What To Do If You Receive A CRA Notice Of Collection

What To Do If You Receive A CRA Notice Of Collection

It’s no secret: Canada Revenue Agency (CRA) collection agents are back in action. The pandemic-related pause in collection actions is over, and many people are facing the full force of pressure from CRA’s collection department.

The scary thing about owing money to CRA is that they don’t have to give you specific warning before taking drastic collection actions like garnishing your paycheck or filing a writ against your home.  According to the Government of Canada’s website, the only thing CRA is required to do at some point prior to these actions is warn you generally (ie. a Notice of Collection) that it may start legal action against you by either:

  • making 3 attempts to give verbal legal warning by phone; or
  • sending 1 written legal warning letter

This warning is at first valid for 180 days, and they can take these drastic legal actions to collect the amount owing while it's valid. However, it can easily be extended if CRA gives you one additional verbal or written warning, even if you’ve made partial payments. And while there is a 6-10 year limitation period on collection actions (depending on the type of debt owing), the limitation period can easily be restarted, so the debt can follow you for a very long time.

So what can you do about a CRA Notice of Collection?

Here are some things you can do to stop CRA from enforcing its legal remedies:

  • Pay the full amount of the debt

This will immediately and permanently stop CRA’s collection activities. If you don’t have cash available to make the payment, you may need to liquidate or refinance assets to come up with the payment. If this will take time, you will need to communicate with the collection agent and, if possible, get their formal agreement (in writing, preferrably) to grant you time.

  • Contact CRA and make a mutually acceptable arrangement to pay over time

Simply making a partial payment is not sufficient, but CRA will usually suspend collection actions while you are actively negotiating an agreement regarding full payment of the debt.

Once an agreement is reached, CRA won't take further action as long as you’re compliant with the arrangement. However, even if you have a payment arrangement and are making payments, the CRA is still authorized to take amounts from any benefits or credits you receive while you have a debt remaining, and interest will continue to be charged.

  • Apply for hardship relief

If CRA is already taking collection actions against you, they may be willing to suspend the action and possibly write off interest and penalties if you can prove that it is causing serious financial harm, such as making it impossible for you to afford the basic necessities of life. This will require you to provide significant financial disclosure to back up your claim, and is typically only granted in extraordinary circumstances. Collection of the remaining debt will be expected to continue when the extraordinary circumstances end.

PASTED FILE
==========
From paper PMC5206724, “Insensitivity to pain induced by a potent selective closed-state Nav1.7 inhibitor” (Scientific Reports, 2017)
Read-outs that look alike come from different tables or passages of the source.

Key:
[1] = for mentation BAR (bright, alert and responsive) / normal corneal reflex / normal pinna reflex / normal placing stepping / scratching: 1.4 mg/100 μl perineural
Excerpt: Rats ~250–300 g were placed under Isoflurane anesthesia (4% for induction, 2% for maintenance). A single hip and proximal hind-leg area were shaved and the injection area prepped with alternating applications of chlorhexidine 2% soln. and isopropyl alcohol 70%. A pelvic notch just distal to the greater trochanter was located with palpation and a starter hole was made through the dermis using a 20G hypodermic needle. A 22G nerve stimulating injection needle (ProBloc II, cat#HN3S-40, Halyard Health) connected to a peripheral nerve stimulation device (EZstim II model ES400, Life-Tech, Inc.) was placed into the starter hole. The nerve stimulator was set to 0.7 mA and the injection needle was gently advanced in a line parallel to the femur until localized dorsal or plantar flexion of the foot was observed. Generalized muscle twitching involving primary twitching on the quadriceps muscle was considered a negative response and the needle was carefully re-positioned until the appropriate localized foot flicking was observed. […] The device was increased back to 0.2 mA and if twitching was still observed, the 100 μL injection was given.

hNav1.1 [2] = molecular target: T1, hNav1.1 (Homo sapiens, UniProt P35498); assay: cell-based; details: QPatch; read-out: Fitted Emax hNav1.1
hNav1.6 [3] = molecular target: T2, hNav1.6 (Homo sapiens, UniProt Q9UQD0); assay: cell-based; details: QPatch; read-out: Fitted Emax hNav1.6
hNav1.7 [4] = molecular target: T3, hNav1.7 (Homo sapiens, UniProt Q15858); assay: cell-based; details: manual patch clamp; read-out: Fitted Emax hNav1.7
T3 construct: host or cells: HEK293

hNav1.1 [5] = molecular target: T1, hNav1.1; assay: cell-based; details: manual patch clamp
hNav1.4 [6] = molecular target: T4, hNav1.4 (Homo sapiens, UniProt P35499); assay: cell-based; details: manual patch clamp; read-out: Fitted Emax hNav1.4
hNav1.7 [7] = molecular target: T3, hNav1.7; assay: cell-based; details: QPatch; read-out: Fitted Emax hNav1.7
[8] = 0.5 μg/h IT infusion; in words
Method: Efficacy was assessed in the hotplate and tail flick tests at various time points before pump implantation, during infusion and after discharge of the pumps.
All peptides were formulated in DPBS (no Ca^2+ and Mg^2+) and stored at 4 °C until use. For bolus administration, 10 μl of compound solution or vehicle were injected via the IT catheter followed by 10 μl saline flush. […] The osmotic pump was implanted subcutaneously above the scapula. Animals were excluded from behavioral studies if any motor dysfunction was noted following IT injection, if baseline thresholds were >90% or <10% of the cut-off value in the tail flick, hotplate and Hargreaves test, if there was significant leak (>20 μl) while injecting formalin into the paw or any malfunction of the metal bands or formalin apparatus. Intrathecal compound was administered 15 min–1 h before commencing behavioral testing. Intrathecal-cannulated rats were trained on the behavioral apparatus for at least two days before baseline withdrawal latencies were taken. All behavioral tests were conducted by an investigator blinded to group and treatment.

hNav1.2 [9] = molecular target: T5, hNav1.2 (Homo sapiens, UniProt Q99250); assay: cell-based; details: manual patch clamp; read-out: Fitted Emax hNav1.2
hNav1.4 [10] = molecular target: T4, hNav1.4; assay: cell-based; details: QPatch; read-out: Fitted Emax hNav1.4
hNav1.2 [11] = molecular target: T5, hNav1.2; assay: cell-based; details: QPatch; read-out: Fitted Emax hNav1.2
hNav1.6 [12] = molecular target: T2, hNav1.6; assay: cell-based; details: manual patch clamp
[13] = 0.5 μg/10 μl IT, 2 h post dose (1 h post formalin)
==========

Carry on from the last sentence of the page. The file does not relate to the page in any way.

• Provide security against one or more of your assets to CRA

CRA will typically suspend collection action (pending resolution of an appeal, for example) as long as their position is secured. However, this is usually a temporary solution. For example, if you allow CRA to file a writ against real estate that you own and plan to hold long-term, they may eventually take legal action to have the real estate sold if you don’t come up with a payment.

  • File a notice of objection with the CRA or an appeal with the Tax Court of Canada within the allowable period after receiving an assessment

This does not always stop collection actions, but in many cases CRA will stop taking action once they receive your notice of objection or appeal. This  grace period will end if the objection or appeal is denied.

  • Make a formal insolvency filing

If the above options are not feasible for you or they fail, you may be insolvent, in which case you’re eligible to make a formal insolvency filing such as a Consumer Proposal or bankruptcy. These options provide an immediate stay of proceedings stopping CRA from continuing or starting collection actions.

In the case of a proposal, a requisite majority of your creditors will have to vote in favor of the deal you’re offering for it to be approved. If other creditors representing the majority of the debt agree to your proposal, CRA will have to accept the deal. But if CRA is owed the majority of the debt, you will need to provide a proposal that is acceptable to them. Even if a collection agent rejected a settlement offer, it is still possible to obtain CRA’s agreement to a Consumer Proposal, as your file will be transferred to a different department of CRA authorized to accept settlement offers.